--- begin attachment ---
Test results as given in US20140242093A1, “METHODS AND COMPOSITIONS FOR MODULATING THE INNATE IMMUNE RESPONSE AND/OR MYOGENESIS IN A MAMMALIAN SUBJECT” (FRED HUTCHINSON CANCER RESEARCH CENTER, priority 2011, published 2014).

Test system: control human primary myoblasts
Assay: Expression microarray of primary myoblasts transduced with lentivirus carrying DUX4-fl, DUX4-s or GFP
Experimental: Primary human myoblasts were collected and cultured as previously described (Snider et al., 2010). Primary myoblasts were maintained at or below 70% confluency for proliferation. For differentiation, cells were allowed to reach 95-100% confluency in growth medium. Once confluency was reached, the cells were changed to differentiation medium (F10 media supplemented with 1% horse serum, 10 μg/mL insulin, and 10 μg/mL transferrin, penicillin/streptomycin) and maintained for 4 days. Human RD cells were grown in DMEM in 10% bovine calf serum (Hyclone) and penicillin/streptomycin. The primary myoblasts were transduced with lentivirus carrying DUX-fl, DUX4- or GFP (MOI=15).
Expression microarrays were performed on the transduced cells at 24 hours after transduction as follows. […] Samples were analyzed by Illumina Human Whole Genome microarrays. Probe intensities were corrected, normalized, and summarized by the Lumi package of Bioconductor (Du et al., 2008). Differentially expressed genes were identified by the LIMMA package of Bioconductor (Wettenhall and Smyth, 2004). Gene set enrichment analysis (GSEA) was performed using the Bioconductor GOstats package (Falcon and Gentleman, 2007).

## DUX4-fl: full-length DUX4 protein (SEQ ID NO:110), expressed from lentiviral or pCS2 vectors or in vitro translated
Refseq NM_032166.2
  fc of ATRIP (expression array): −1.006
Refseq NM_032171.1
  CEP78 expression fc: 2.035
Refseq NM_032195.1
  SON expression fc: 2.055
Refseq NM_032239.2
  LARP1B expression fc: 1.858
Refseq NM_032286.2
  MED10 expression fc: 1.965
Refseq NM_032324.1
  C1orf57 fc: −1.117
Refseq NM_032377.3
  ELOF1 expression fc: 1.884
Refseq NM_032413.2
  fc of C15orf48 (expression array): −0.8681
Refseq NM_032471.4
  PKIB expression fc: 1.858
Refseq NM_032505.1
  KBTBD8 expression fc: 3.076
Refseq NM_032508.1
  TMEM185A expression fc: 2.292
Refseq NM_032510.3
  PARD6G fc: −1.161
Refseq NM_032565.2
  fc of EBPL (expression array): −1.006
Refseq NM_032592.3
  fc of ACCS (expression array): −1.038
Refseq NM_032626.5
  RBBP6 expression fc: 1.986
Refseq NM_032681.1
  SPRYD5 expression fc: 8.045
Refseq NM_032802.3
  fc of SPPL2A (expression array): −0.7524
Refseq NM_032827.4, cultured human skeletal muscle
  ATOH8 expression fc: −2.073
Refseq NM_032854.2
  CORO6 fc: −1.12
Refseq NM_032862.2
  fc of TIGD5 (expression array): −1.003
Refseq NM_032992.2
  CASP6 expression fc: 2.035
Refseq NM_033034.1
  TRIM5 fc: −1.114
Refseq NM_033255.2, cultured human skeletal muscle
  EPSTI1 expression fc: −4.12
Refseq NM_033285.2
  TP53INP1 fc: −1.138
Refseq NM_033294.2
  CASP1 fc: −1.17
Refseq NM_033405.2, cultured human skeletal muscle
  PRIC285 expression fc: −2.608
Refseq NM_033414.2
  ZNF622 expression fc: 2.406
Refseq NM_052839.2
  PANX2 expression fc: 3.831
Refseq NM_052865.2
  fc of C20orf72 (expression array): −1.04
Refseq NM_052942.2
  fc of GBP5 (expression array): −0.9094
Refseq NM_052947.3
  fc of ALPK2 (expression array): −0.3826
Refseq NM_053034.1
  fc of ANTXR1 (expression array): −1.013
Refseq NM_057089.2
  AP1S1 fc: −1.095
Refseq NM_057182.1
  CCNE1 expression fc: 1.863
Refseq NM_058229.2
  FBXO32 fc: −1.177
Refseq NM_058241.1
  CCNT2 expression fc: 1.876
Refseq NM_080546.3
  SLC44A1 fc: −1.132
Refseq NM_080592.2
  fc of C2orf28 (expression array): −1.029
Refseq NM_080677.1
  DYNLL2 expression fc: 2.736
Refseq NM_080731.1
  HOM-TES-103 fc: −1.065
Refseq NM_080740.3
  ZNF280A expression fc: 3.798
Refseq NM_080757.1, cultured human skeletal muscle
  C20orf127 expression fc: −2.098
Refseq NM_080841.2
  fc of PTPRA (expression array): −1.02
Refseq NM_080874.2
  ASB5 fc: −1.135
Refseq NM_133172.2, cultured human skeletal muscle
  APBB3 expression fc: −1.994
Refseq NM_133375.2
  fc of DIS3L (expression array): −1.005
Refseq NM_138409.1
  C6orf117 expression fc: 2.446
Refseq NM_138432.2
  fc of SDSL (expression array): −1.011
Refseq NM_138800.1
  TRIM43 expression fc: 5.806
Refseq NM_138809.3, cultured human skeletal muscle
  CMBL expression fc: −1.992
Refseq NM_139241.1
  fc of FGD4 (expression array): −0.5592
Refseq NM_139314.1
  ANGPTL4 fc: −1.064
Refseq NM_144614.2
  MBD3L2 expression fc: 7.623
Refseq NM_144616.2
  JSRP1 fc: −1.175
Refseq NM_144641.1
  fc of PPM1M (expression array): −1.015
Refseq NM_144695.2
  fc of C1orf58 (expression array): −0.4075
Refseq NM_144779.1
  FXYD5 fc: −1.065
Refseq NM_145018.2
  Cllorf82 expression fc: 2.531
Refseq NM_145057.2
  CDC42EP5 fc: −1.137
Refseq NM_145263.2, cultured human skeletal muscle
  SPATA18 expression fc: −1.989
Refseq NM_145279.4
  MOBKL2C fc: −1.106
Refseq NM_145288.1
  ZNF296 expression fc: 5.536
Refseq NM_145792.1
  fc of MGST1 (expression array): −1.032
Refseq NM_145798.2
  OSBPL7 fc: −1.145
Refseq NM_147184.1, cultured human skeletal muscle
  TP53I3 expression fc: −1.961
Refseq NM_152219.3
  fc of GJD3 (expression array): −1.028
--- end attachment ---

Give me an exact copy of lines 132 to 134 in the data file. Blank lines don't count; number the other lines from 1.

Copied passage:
  fc of MGST1 (expression array): −1.032
Refseq NM_145798.2
  OSBPL7 fc: −1.145